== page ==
Ever since her ex-boyfriend spread those lies about her, Becca Chandler is suddenly getting all the guys—all the ones she doesn't want. Then she saves Chris Merrick from a beating in the school parking lot. Chris is different. Way different: he can control water—just like his brothers can control fire, wind, and earth. They’re powerful. Dangerous. Marked for death.
And now that she knows the truth, so is Becca.
Secrets are hard to keep when your life’s at stake. When Hunter, the mysterious new kid around school, turns up with a talent for being in the wrong place at the right time, Becca thinks she can trust him. But then Hunter goes head-to-head with Chris, and Becca wonders who’s hiding the most dangerous truth of all.
If I had to sum this book up in one word, I would say boys. Five beautiful, sexy boys. Four of which are brothers. Hot damn. Major brownie points to Kemmerer for that one.
But with all of this testosterone in one place, there are bound to be problems--especially when you throw in elemental powers. I was pleasantly surprised by how intriguing the idea of the boys' powers turned out to be, and how Kemmerer developed the concept.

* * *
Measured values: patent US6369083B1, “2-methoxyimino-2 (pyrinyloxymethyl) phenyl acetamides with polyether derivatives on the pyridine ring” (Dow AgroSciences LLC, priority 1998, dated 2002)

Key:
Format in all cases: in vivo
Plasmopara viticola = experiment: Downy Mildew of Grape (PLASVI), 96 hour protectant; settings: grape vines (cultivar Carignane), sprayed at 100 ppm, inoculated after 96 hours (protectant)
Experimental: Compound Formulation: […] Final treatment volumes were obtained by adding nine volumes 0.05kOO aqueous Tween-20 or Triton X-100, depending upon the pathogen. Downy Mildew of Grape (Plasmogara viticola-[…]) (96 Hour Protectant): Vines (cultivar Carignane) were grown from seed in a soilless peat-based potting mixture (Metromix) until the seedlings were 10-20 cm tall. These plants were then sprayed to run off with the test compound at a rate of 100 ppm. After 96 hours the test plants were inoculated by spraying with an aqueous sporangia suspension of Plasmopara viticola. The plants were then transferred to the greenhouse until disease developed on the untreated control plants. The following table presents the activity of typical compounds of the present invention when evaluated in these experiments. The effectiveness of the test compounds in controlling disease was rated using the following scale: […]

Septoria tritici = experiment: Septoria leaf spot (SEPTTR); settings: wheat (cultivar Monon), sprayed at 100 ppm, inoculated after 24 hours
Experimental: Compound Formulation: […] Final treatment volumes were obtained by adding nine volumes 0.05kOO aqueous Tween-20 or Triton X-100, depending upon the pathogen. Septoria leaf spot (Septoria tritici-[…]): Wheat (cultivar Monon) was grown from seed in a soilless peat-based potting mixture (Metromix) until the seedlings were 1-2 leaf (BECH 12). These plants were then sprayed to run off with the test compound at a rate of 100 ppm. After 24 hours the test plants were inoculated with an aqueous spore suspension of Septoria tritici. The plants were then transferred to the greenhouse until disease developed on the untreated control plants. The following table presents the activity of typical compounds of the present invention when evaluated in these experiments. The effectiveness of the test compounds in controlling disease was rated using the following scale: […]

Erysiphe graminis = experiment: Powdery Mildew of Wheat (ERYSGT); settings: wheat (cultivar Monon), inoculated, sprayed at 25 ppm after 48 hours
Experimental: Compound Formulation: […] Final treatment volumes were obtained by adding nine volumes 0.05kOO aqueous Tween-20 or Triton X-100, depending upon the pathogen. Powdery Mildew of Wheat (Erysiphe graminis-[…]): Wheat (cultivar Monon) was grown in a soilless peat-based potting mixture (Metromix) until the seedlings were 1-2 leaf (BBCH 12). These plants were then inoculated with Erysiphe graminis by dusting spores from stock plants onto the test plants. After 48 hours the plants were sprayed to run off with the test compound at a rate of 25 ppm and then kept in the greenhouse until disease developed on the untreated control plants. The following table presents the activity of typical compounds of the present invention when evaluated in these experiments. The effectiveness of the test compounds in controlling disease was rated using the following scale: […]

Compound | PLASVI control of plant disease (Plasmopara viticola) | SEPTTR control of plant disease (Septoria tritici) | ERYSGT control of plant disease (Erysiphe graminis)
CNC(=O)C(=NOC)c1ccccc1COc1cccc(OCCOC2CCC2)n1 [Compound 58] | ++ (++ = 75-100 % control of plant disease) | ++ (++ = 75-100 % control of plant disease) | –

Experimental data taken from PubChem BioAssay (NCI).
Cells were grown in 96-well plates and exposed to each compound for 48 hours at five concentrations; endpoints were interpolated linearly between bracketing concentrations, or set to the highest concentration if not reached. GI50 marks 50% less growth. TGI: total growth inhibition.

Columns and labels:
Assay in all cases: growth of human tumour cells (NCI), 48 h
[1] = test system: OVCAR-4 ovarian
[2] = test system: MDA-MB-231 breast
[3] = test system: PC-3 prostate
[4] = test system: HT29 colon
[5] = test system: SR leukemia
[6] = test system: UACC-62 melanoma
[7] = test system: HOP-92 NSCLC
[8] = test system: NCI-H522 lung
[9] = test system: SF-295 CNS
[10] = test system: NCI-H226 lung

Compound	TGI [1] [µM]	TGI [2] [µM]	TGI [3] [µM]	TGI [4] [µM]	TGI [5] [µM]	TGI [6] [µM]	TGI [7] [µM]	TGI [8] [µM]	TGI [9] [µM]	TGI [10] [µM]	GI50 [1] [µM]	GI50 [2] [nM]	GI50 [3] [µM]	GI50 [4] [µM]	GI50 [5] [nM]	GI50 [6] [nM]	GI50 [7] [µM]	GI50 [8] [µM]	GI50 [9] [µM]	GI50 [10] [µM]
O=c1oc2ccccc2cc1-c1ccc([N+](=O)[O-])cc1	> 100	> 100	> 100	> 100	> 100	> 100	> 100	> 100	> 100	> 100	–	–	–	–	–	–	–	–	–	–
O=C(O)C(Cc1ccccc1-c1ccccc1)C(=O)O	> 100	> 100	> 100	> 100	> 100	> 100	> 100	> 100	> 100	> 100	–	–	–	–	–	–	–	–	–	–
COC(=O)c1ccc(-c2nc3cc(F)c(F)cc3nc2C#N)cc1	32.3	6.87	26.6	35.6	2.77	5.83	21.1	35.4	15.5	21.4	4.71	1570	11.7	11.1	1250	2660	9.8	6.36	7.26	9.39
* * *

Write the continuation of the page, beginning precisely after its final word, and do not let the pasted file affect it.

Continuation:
The Merrick brothers are quite the characters. Each one had a unique and thoroughly explored personality, and their imperfections just made them all the more perfect. Their brotherly banter was incredibly amusing, and their behavior and interactions with Becca left a lasting impression. The fourth and equally attractive boy, Hunter, was also memorable, as were most of the other characters, like Becca's family, friends, and classmates. Generally, it's a sizable cast that Kemmerer succeeded outstandingly with.
Becca was not an exception. She was quirky and relatable, and a very unlikely heroine. From the beginning of the novel, she's off saving Chris, and she doesn't back down during the endless twists and turns that are thrown at her. Instead, she behaves in a way that is admirable and that anyone should be able to appreciate.
The chemistry in this novel was impressive, especially in the way that it was tangible between both of Becca's romantic interests. I don't usually feel so torn about who I'd like our lovely female lead to fall for, but I definitely felt conflicted reading this one. The mess of their relationships is well-written and complex in a way that it doesn't fall into the standard love triangle cliché.
Storm is a spectacular debut and a great start to a promising new series that you don't want to miss out on.
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